SOUTH LOS ANGELES — Everybody needs a mother or father figure in their life, especially at a young age. When life throws curveballs and distractions get harder to ignore, everyone needs someone that can show you the ropes.
Professional drummer Ryan Schiedermayer is a volunteer and mentor at a South Los Angeles after school program called A Place Called Home.
He gets as much out of it as he gives.
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“How I approach mentoring is similar to how I approach teaching drums,” said Schiedermayer as he demonstrated with a pair of drumsticks. “Always start with the basics, the fundamentals, and have a really solid foundation so that you can carry and build upon that foundation for success.”
“How’s that sound?” asks Schiedermayer to his mentee Paul Arnold as they set up a drum kit.
“Perfect,” said Arnold.
Schiedermayer decided to become a mentor shortly after attending a fundraiser and found an instant connection with Arnold, who is a high school senior. They share a mutual passion for drums, so Schiedermayer decided to take him under his wing and teach him skills that go beyond cymbals and snares.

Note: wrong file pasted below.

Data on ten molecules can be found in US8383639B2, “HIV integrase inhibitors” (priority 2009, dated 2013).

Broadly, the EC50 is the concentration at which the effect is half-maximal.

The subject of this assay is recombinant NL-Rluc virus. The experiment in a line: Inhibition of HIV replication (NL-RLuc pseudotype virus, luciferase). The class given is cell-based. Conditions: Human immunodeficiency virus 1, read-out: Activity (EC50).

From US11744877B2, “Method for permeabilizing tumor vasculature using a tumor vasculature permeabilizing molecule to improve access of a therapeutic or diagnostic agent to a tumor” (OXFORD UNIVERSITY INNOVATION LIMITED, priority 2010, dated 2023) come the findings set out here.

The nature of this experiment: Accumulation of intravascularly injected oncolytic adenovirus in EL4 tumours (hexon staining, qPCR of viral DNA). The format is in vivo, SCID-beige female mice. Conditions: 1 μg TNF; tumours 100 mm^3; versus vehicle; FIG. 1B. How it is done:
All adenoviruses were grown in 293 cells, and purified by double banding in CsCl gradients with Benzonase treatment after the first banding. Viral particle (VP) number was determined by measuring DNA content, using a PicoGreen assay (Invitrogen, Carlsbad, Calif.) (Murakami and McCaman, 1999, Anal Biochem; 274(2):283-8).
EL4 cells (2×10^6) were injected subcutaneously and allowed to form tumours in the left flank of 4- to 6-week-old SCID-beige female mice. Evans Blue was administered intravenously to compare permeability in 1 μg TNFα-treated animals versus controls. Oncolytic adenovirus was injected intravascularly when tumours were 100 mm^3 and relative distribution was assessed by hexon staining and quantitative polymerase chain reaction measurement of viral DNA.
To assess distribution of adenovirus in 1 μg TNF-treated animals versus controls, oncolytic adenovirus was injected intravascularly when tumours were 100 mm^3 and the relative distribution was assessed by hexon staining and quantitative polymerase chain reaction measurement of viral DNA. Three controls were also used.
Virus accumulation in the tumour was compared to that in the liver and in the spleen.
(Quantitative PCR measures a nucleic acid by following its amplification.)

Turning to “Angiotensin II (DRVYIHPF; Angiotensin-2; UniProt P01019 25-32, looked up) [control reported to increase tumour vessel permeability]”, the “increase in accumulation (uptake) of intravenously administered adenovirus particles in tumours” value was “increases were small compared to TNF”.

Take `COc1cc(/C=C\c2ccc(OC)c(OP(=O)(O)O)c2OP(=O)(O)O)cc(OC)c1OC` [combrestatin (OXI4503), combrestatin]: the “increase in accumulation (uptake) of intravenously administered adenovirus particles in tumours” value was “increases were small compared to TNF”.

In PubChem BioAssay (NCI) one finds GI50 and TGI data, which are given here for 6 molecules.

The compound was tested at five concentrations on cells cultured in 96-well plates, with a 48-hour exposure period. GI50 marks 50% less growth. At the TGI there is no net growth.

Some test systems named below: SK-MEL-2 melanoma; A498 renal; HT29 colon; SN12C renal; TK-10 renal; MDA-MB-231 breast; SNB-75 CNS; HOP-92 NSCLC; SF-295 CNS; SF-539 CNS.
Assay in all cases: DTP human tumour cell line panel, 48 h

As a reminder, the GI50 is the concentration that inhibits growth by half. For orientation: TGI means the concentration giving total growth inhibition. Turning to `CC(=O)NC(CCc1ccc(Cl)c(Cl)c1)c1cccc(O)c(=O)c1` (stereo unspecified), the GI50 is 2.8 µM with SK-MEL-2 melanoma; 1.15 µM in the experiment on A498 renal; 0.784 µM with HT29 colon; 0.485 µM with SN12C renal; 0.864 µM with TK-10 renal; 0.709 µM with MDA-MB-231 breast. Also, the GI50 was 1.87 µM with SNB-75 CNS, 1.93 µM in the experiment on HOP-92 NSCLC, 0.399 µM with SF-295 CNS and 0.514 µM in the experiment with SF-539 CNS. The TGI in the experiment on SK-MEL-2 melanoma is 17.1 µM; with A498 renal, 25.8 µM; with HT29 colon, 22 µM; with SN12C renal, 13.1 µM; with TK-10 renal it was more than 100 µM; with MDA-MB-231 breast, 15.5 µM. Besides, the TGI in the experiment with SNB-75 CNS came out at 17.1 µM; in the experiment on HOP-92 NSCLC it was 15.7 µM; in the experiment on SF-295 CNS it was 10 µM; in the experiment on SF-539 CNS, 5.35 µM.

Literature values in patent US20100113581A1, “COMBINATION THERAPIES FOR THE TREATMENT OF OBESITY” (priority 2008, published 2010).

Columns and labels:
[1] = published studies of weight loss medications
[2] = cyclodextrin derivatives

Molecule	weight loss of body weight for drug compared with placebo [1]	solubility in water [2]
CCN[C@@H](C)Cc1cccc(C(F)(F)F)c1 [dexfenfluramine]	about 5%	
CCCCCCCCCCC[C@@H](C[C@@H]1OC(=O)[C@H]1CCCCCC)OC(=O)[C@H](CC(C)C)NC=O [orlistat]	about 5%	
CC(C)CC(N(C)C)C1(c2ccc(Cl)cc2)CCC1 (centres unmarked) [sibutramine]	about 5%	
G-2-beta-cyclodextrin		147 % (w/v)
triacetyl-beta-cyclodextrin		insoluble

“I try to teach in a way that is not just learning your part, but how do you apply it in the context of a band, how you interact with the rest of the musicians,” explained Schiedermayer. “And much of that communication is happening nonverbally through our eyes.”
“Those types of skills that you learn socially in a band, to me, you can carry on throughout your life,” said Schiedermayer.
Arnold started attending A Place Called Home six years ago and he comes six days a week. They’re one of 56 active mentoring pairs and every senior is on track to graduate, a huge accomplishment for Arnold. Raised by his grandmother, his relationship with his mentor goes beyond just drums.
“From my mentor Ryan, I’ve gained a lot of trust, confidence, a lot of strength,” said Arnold. “Personally to me, I feel like I am very close and it's kind of like having a dad so you know being able to be side-by-side with him.”
And now, they’re side-by-side visiting college campuses. And though Schniedermayer is the mentor, he feels he’s learned as much from Arnold as his mentee has learned from him.
“It’s just been very rewarding, so I think it's a two-way street, the mentoring process,” said Schiedermayer after touring the East Los Angeles College campus. “Not only hopefully that the mentee gains from the experience, but the mentor does as well and I can say in my case I've learned so much from Paul and absolutely think the world of him.”
From after-school to college, playing the drums is helping to prepare one South LA teen for life.